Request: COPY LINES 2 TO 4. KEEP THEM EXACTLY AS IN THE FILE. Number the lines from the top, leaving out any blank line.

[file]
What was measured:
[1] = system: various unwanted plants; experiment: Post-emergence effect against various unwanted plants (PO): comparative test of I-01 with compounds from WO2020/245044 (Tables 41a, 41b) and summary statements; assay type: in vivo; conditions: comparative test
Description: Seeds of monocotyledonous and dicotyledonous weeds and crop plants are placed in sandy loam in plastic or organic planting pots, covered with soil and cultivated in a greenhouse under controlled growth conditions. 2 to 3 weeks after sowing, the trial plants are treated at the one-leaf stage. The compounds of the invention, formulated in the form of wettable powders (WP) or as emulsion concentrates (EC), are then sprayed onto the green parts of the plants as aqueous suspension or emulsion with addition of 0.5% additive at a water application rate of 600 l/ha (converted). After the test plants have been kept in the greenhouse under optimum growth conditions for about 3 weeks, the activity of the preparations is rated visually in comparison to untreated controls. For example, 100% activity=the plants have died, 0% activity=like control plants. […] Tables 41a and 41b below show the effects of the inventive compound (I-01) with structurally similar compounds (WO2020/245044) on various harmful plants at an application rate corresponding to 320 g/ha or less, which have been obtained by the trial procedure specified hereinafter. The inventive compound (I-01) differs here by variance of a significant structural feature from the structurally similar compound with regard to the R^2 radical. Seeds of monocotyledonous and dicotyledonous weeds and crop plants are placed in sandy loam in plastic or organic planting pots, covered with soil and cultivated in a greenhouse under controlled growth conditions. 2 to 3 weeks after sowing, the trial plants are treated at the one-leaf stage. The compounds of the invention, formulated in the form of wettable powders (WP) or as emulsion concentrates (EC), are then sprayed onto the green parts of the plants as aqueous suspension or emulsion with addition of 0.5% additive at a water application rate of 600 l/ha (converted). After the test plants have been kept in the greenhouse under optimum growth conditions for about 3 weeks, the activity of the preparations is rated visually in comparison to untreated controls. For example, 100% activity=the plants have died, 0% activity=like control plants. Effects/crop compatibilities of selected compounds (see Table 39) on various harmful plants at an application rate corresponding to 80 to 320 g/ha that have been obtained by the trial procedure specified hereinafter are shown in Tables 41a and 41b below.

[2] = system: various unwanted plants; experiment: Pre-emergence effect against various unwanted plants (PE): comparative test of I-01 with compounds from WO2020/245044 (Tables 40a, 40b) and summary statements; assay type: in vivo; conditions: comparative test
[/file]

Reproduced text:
[1] = system: various unwanted plants; experiment: Post-emergence effect against various unwanted plants (PO): comparative test of I-01 with compounds from WO2020/245044 (Tables 41a, 41b) and summary statements; assay type: in vivo; conditions: comparative test
Description: Seeds of monocotyledonous and dicotyledonous weeds and crop plants are placed in sandy loam in plastic or organic planting pots, covered with soil and cultivated in a greenhouse under controlled growth conditions. 2 to 3 weeks after sowing, the trial plants are treated at the one-leaf stage. The compounds of the invention, formulated in the form of wettable powders (WP) or as emulsion concentrates (EC), are then sprayed onto the green parts of the plants as aqueous suspension or emulsion with addition of 0.5% additive at a water application rate of 600 l/ha (converted). After the test plants have been kept in the greenhouse under optimum growth conditions for about 3 weeks, the activity of the preparations is rated visually in comparison to untreated controls. For example, 100% activity=the plants have died, 0% activity=like control plants. […] Tables 41a and 41b below show the effects of the inventive compound (I-01) with structurally similar compounds (WO2020/245044) on various harmful plants at an application rate corresponding to 320 g/ha or less, which have been obtained by the trial procedure specified hereinafter. The inventive compound (I-01) differs here by variance of a significant structural feature from the structurally similar compound with regard to the R^2 radical. Seeds of monocotyledonous and dicotyledonous weeds and crop plants are placed in sandy loam in plastic or organic planting pots, covered with soil and cultivated in a greenhouse under controlled growth conditions. 2 to 3 weeks after sowing, the trial plants are treated at the one-leaf stage. The compounds of the invention, formulated in the form of wettable powders (WP) or as emulsion concentrates (EC), are then sprayed onto the green parts of the plants as aqueous suspension or emulsion with addition of 0.5% additive at a water application rate of 600 l/ha (converted). After the test plants have been kept in the greenhouse under optimum growth conditions for about 3 weeks, the activity of the preparations is rated visually in comparison to untreated controls. For example, 100% activity=the plants have died, 0% activity=like control plants. Effects/crop compatibilities of selected compounds (see Table 39) on various harmful plants at an application rate corresponding to 80 to 320 g/ha that have been obtained by the trial procedure specified hereinafter are shown in Tables 41a and 41b below.

[2] = system: various unwanted plants; experiment: Pre-emergence effect against various unwanted plants (PE): comparative test of I-01 with compounds from WO2020/245044 (Tables 40a, 40b) and summary statements; assay type: in vivo; conditions: comparative test